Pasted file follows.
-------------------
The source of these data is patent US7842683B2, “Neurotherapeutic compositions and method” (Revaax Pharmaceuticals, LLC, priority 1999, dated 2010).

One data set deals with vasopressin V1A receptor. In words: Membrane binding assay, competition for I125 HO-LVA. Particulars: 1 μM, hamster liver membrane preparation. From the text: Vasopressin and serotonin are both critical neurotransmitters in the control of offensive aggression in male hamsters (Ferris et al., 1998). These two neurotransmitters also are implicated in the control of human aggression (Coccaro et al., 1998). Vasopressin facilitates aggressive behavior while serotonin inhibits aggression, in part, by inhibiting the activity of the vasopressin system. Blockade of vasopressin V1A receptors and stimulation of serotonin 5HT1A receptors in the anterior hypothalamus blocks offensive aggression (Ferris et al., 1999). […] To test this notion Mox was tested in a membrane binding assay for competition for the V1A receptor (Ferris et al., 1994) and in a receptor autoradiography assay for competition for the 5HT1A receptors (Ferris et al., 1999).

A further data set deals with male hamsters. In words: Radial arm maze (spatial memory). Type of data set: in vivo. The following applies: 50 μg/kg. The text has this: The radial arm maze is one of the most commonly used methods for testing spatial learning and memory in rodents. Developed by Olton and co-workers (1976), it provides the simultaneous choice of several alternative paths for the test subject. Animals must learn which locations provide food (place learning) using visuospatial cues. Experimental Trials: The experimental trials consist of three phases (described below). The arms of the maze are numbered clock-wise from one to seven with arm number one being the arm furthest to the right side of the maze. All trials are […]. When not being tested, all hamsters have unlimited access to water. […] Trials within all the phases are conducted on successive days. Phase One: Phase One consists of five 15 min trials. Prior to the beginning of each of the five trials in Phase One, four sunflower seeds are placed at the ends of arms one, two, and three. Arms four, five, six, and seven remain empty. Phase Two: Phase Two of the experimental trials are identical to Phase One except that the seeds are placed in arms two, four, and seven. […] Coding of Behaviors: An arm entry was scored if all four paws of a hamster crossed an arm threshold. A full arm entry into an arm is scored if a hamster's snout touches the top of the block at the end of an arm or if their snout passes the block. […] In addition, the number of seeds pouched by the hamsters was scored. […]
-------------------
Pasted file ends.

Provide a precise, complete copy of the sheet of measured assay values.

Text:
The source of these data is patent US7842683B2, “Neurotherapeutic compositions and method” (Revaax Pharmaceuticals, LLC, priority 1999, dated 2010).

One data set deals with vasopressin V1A receptor. In words: Membrane binding assay, competition for I125 HO-LVA. Particulars: 1 μM, hamster liver membrane preparation. From the text: Vasopressin and serotonin are both critical neurotransmitters in the control of offensive aggression in male hamsters (Ferris et al., 1998). These two neurotransmitters also are implicated in the control of human aggression (Coccaro et al., 1998). Vasopressin facilitates aggressive behavior while serotonin inhibits aggression, in part, by inhibiting the activity of the vasopressin system. Blockade of vasopressin V1A receptors and stimulation of serotonin 5HT1A receptors in the anterior hypothalamus blocks offensive aggression (Ferris et al., 1999). […] To test this notion Mox was tested in a membrane binding assay for competition for the V1A receptor (Ferris et al., 1994) and in a receptor autoradiography assay for competition for the 5HT1A receptors (Ferris et al., 1999).

A further data set deals with male hamsters. In words: Radial arm maze (spatial memory). Type of data set: in vivo. The following applies: 50 μg/kg. The text has this: The radial arm maze is one of the most commonly used methods for testing spatial learning and memory in rodents. Developed by Olton and co-workers (1976), it provides the simultaneous choice of several alternative paths for the test subject. Animals must learn which locations provide food (place learning) using visuospatial cues. Experimental Trials: The experimental trials consist of three phases (described below). The arms of the maze are numbered clock-wise from one to seven with arm number one being the arm furthest to the right side of the maze. All trials are […]. When not being tested, all hamsters have unlimited access to water. […] Trials within all the phases are conducted on successive days. Phase One: Phase One consists of five 15 min trials. Prior to the beginning of each of the five trials in Phase One, four sunflower seeds are placed at the ends of arms one, two, and three. Arms four, five, six, and seven remain empty. Phase Two: Phase Two of the experimental trials are identical to Phase One except that the seeds are placed in arms two, four, and seven. […] Coding of Behaviors: An arm entry was scored if all four paws of a hamster crossed an arm threshold. A full arm entry into an arm is scored if a hamster's snout touches the top of the block at the end of an arm or if their snout passes the block. […] In addition, the number of seeds pouched by the hamsters was scored. […]